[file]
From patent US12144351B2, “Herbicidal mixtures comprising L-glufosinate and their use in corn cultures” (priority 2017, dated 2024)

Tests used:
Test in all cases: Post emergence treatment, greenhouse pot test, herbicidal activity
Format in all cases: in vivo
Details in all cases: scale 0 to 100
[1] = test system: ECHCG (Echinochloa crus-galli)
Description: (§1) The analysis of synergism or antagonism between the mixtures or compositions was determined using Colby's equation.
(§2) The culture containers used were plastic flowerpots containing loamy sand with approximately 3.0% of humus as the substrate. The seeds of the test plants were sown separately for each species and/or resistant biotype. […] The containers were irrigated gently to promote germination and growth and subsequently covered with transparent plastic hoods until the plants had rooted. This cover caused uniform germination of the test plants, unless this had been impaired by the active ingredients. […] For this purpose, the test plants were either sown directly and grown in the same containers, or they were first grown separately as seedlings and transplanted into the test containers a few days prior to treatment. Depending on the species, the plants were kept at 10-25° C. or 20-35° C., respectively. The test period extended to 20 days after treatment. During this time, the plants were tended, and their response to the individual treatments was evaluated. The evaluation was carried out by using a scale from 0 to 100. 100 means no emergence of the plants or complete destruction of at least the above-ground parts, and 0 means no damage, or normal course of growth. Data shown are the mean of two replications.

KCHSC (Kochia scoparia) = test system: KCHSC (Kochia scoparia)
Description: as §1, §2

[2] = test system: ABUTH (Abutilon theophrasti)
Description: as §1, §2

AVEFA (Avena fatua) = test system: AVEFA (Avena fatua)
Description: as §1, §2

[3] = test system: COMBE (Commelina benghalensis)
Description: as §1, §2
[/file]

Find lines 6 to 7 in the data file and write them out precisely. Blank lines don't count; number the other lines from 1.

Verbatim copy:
[1] = test system: ECHCG (Echinochloa crus-galli)
Description: (§1) The analysis of synergism or antagonism between the mixtures or compositions was determined using Colby's equation.